The Committee on Homeland Security, Justice and Public Safety Friday considered three laws to decrease crime in the territory, but the V.I. senators were cautioned by Attorney General Claude Walker on how far laws could go without violating constitutional rights.
An act proposed by Sen. Novelle Francis, a former police commissioner, strengthening the loitering law and increasing sentences for violation was seen as well-intentioned by the senators and the testifiers, but considered possibly over broad.
“For more than 1,000 years societies have enacted various loitering and vagrancy laws,” Walker said. “These ‘poor laws’ — which serve as the precursor to modern vagrancy and loitering statutes— were first enacted in England during the seventh century as a method for feudal lords to keep their peasants from leaving.”
He continued that the laws were seldom challenged until the last century, because the people charged with such violations could not afford to fight them. However, since then they have been challenged and overturned in recent years, and the legislature needs to be clear in its wording of the law.
As the law was proposed, it was “fraught with ambiguity and opens the door to random and inconsistent results regarding how officers will apply it,” he said.
“Under what circumstances would there be cause for alarm or concern— would a police officer who thinks someone has drugs be a sufficient reason? Would a large group of young men together at night be reason for alarm or concern that would justify an officer asking questions or ordering individuals to identify themselves?” Walker asked.
“A law enforcement officer must have some reasonable suspicion – supported by articulated facts – that a crime has, or is about to, occur before they can legitimately order someone to answer questions about their identity.”
Sens. Jean Forde and Positive Nelson agreed with much of what Walker said about how an over-broad loitering law could incriminate innocent people. Forde pointed out that Caribbean culture includes people hanging out, lymin’ and playing dominoes.
Another area of concern mentioned by Walker is a section making it illegal to beg in a “public place, street, wharf, courtyard or passage.” Walker said a federal judge in Arkansas, earlier this year, blocked a similar statute from being enforced on the grounds that it violated the defendant’s First Amendment rights.
Francis said he is looking to pass a new law concerning loitering because it has been 50 years since the issue has been addressed.
V.I. Police Commissioner Delroy Richards commended Francis for his effort to strengthen the loitering law. He said the department has tried to figure out how to enforce it for the last 20 years. Francis said when he tried to enforce it during his time in the police department, the cases were thrown out.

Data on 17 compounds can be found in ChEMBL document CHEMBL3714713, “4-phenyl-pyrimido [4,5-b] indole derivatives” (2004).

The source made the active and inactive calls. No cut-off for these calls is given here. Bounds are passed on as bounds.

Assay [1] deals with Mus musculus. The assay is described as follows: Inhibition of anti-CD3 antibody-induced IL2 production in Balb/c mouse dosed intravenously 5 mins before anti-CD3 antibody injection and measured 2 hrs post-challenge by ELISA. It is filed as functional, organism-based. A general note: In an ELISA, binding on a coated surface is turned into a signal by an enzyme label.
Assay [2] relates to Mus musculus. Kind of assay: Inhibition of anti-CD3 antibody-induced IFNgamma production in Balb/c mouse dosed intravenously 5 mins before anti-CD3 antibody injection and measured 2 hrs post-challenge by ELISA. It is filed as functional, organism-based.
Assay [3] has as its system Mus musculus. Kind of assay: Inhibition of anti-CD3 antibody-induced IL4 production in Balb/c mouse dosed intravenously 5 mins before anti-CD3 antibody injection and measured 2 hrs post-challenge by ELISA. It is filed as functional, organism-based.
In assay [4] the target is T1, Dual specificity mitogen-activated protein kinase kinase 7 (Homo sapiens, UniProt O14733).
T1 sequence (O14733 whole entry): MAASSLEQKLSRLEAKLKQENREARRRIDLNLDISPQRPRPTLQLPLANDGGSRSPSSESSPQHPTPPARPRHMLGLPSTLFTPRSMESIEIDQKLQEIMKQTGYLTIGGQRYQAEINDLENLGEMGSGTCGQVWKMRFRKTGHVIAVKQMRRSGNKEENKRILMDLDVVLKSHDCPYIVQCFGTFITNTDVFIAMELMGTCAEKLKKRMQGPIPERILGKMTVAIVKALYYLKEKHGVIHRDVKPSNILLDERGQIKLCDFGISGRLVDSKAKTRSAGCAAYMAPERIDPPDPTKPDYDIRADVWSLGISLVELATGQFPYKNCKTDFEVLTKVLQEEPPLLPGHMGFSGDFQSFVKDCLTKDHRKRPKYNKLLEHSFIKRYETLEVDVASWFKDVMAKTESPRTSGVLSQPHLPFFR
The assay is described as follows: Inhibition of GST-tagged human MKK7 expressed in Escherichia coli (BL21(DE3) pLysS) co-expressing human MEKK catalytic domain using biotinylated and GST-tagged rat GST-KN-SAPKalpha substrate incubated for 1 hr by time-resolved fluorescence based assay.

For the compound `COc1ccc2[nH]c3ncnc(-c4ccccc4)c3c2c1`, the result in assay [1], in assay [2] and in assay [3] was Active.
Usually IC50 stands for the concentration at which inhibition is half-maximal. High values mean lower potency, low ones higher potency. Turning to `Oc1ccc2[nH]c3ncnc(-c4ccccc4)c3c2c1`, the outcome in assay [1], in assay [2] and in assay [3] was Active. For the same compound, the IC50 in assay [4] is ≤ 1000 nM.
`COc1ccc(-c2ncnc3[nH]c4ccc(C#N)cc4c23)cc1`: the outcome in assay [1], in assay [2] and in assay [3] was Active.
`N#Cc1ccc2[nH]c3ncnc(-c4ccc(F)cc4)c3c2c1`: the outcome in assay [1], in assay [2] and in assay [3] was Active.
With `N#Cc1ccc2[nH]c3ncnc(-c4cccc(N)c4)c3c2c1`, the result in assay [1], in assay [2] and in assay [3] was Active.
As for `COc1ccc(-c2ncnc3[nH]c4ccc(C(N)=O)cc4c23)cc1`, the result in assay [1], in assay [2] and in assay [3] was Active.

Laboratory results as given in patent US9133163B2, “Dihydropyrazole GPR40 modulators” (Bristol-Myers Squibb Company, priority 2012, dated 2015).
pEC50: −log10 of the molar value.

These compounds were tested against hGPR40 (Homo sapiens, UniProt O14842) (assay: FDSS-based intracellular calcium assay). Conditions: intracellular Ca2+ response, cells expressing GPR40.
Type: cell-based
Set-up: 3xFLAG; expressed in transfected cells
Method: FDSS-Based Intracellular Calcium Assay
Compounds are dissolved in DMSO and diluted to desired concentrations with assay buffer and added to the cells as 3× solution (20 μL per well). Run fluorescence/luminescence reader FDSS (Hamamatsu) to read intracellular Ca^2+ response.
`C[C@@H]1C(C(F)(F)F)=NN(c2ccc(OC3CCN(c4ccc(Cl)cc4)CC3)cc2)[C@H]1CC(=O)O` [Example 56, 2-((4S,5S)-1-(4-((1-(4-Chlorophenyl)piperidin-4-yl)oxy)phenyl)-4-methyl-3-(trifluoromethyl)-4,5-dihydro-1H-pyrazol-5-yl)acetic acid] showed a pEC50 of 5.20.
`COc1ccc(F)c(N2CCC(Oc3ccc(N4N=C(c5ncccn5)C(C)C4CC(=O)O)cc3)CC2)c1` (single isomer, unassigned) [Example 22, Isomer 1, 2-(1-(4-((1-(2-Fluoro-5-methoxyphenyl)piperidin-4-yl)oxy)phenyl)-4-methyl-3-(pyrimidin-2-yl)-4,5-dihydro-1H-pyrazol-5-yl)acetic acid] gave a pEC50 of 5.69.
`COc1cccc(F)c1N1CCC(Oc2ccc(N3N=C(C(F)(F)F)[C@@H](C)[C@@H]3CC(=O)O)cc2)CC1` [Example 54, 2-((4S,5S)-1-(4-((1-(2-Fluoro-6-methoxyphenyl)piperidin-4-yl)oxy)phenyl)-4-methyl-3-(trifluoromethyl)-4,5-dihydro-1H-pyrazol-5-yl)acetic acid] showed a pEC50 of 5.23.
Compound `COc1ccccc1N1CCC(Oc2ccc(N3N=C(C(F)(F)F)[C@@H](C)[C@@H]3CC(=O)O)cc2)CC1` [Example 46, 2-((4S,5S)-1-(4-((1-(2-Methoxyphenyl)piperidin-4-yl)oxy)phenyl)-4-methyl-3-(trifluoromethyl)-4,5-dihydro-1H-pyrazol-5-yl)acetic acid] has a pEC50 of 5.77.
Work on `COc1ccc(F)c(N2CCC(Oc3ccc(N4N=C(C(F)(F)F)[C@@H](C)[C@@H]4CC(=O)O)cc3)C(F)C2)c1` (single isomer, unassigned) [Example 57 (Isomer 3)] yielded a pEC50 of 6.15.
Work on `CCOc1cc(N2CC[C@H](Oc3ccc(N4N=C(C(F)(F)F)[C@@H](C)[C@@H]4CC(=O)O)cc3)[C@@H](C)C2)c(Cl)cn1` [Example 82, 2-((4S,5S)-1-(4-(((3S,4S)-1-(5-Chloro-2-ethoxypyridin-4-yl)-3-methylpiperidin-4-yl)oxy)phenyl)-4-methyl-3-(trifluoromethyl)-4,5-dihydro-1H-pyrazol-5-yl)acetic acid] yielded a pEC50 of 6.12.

Walker also said the Department of Justice had concerns how a proposed amendment to the Criminal Street Gang Prevention Act, by Sen. Samuel Sanes, was written. The act would establish a Crime and Gang Prevention Fund. He said it needs to be written so it does not infringe on a citizen’s freedom of association because that is a First Amendment right.
Deputy Education Superintendent Racquel Berry-Benjamin testified for her department, saying that though gang activity has appeared to be decreasing in the schools, it was still a problem.
Commissioner Richards also testified that gangs were a problem in the territory. However, he added they were becoming more sophisticated, with different levels of authority. Now he uses the term “networks” of organized crime instead of “gangs.”
Sanes said this was the third time that his anti-gang bill was heard. The committee voted this time to forward it with a favorable recommendation to the Rules and Judiciary Committee.
The senators voted to hold the bill changing the loitering law in their committee for further consideration. Also held in committee, after discussion Friday morning, was a bill that would mandate surveillance cameras be placed around the territory at traffic signals.
Commissioner Richards said he in was in favor of the cameras to help the police department in solving and preventing major crimes but not in using them to monitor drivers who might run a red light.
Sen. Brian A. Smith chaired the committee meeting.